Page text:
In a previous blog post, I mentioned that having an ERP certification does not necessarily mean that someone has the required experience or soft skills to be able to perform a job effectively. In addition, I mentioned that the purpose of the certification exam is most often to assess an individual’s ability to answer knowledge-based questions, and does not extend to assessing their ability to use the ERP system to solve real world problems. This brings me to the difference between assessing for knowledge and assessing for competency.
Knowledge vs. Competency Assessments
In a knowledge assessment, learners answer questions as a test to demonstrate their knowledge of an ERP system. In contrast, a competency assessment evaluates learners using their knowledge and skills in an integrated way in an on-the-job situation. It thus enables learners to demonstrate their ability to use an ERP system in context and effectively.
Each job requires a particular set of knowledge, skills, and behaviours (together known as competencies) which vary with the type and complexity of the job. Success in performing a job means someone demonstrates the critical competencies required. Before assessing people against any competencies, however, it is necessary to identify the competencies required for a specific job.
Three types of competencies can be identified:
- Values-Based Competencies – these reflect the type of people and values which are important to your company and are usually designed by the company’s executives
- Leadership Competencies – these cover the knowledge and ability of people to be leaders or managers, e.g. communication, strategic decision-making, etc.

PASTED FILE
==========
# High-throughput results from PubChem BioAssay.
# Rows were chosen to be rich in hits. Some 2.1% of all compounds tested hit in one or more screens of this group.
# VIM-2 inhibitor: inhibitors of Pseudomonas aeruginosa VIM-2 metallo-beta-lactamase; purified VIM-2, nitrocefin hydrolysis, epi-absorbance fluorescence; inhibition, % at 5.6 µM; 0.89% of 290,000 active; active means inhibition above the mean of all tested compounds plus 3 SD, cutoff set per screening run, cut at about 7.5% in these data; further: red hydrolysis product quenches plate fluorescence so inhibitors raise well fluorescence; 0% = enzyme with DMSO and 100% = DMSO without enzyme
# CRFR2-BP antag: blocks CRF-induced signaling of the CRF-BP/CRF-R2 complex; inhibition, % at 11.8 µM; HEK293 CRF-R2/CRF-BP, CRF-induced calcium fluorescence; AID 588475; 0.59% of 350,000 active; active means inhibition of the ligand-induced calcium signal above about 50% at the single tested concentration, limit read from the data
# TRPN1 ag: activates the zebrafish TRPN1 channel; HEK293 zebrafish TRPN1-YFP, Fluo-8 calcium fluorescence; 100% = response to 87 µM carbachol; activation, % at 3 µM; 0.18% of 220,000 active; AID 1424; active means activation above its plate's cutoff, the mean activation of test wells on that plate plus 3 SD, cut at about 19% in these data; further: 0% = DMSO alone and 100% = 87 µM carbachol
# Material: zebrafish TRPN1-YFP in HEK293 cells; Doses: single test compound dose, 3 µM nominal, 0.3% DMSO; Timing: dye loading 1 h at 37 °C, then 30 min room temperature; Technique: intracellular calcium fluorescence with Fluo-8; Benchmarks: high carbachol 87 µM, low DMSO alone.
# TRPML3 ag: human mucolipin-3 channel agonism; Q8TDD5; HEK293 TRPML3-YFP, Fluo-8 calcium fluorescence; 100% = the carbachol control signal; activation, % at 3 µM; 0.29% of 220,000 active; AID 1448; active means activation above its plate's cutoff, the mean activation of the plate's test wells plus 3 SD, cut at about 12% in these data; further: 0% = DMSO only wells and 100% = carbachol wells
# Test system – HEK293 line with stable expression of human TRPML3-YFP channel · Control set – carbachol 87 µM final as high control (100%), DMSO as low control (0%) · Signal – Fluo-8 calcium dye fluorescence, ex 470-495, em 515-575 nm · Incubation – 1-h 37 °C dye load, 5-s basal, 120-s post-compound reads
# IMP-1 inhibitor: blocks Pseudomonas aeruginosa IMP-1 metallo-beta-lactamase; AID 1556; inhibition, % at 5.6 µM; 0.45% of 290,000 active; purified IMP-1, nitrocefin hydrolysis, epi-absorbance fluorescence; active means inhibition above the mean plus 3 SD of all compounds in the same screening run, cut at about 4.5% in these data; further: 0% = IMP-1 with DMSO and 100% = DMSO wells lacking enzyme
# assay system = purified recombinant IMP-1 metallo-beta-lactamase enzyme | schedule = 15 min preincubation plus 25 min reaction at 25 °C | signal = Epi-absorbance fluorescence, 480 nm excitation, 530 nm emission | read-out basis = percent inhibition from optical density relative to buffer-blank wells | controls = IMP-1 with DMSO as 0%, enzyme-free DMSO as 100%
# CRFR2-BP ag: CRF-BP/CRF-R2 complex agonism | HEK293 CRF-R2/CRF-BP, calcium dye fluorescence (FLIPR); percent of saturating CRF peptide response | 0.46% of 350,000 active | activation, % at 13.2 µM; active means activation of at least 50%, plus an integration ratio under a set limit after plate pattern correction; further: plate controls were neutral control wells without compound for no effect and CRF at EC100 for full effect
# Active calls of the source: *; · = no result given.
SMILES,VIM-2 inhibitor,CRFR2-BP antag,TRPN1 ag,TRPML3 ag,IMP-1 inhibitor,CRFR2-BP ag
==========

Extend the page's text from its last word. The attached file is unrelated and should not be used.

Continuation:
- Functional Competencies – these cover the knowledge and skills that relate to a particular job or function
After identifying the required competencies for a specific job, you can follow this ongoing process of assessing and building competency:
- The individual assesses themselves against the set of required competencies and compiles evidence to show where they are competent.
- A workplace assessor reviews the evidence and verifies it by observing the individual using their knowledge and performing the required skills on the job.
- Together, the individual and the assessor identify development needs, based on gaps between the required competencies and those which the assessor observed and for which the learner provided evidence.
- The person uses different resources, both on and off the job, to develop the areas identified as knowledge and/or skills gaps. These could be completing an off-the-shelf or online course, attending training, a workshop, conference, or seminar, being coached or mentored, job shadowing, on-the-job learning, or joining a Community of Practice.
- After an agreed-on period, the assess or reassesses the person against the required competencies. If the person can demonstrate the required knowledge and skills, the assessor awards the learner the competence.
Why would you assess for competency, as opposed to assessing for knowledge?
Read my next blog post in which I discuss the benefits of assessing for ERP competency.